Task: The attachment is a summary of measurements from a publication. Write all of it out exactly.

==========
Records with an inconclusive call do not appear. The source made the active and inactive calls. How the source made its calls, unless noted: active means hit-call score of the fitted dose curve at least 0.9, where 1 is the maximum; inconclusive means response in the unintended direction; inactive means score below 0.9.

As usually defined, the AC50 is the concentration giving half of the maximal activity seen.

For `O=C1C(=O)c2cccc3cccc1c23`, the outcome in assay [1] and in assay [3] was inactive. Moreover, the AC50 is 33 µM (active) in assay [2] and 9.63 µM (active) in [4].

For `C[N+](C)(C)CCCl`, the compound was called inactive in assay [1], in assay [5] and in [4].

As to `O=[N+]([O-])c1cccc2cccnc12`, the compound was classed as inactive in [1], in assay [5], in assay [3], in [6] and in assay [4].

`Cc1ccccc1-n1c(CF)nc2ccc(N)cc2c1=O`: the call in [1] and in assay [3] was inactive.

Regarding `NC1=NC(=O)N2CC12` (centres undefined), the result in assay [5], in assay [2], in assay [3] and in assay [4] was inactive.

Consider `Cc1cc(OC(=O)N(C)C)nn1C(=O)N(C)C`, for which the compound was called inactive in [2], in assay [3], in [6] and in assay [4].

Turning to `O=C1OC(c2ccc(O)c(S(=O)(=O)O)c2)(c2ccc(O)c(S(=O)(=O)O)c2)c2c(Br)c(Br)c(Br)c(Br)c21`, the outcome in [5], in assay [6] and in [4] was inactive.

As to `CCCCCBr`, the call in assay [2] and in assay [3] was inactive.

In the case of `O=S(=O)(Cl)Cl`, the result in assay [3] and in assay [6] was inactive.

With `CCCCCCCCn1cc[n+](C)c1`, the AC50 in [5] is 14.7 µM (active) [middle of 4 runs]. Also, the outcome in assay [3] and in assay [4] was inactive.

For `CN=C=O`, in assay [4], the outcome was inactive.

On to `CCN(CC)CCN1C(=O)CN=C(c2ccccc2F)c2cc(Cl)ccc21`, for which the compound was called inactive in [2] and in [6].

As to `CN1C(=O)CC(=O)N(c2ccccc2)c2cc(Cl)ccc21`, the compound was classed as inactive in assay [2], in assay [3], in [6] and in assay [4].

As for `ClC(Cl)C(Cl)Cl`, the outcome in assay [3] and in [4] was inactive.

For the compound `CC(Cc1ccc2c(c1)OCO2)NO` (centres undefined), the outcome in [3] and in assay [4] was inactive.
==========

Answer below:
Records with an inconclusive call do not appear. The source made the active and inactive calls. How the source made its calls, unless noted: active means hit-call score of the fitted dose curve at least 0.9, where 1 is the maximum; inconclusive means response in the unintended direction; inactive means score below 0.9.

As usually defined, the AC50 is the concentration giving half of the maximal activity seen.

For `O=C1C(=O)c2cccc3cccc1c23`, the outcome in assay [1] and in assay [3] was inactive. Moreover, the AC50 is 33 µM (active) in assay [2] and 9.63 µM (active) in [4].

For `C[N+](C)(C)CCCl`, the compound was called inactive in assay [1], in assay [5] and in [4].

As to `O=[N+]([O-])c1cccc2cccnc12`, the compound was classed as inactive in [1], in assay [5], in assay [3], in [6] and in assay [4].

`Cc1ccccc1-n1c(CF)nc2ccc(N)cc2c1=O`: the call in [1] and in assay [3] was inactive.

Regarding `NC1=NC(=O)N2CC12` (centres undefined), the result in assay [5], in assay [2], in assay [3] and in assay [4] was inactive.

Consider `Cc1cc(OC(=O)N(C)C)nn1C(=O)N(C)C`, for which the compound was called inactive in [2], in assay [3], in [6] and in assay [4].

Turning to `O=C1OC(c2ccc(O)c(S(=O)(=O)O)c2)(c2ccc(O)c(S(=O)(=O)O)c2)c2c(Br)c(Br)c(Br)c(Br)c21`, the outcome in [5], in assay [6] and in [4] was inactive.

As to `CCCCCBr`, the call in assay [2] and in assay [3] was inactive.

In the case of `O=S(=O)(Cl)Cl`, the result in assay [3] and in assay [6] was inactive.

With `CCCCCCCCn1cc[n+](C)c1`, the AC50 in [5] is 14.7 µM (active) [middle of 4 runs]. Also, the outcome in assay [3] and in assay [4] was inactive.

For `CN=C=O`, in assay [4], the outcome was inactive.

On to `CCN(CC)CCN1C(=O)CN=C(c2ccccc2F)c2cc(Cl)ccc21`, for which the compound was called inactive in [2] and in [6].

As to `CN1C(=O)CC(=O)N(c2ccccc2)c2cc(Cl)ccc21`, the compound was classed as inactive in assay [2], in assay [3], in [6] and in assay [4].

As for `ClC(Cl)C(Cl)Cl`, the outcome in assay [3] and in [4] was inactive.

For the compound `CC(Cc1ccc2c(c1)OCO2)NO` (centres undefined), the outcome in [3] and in assay [4] was inactive.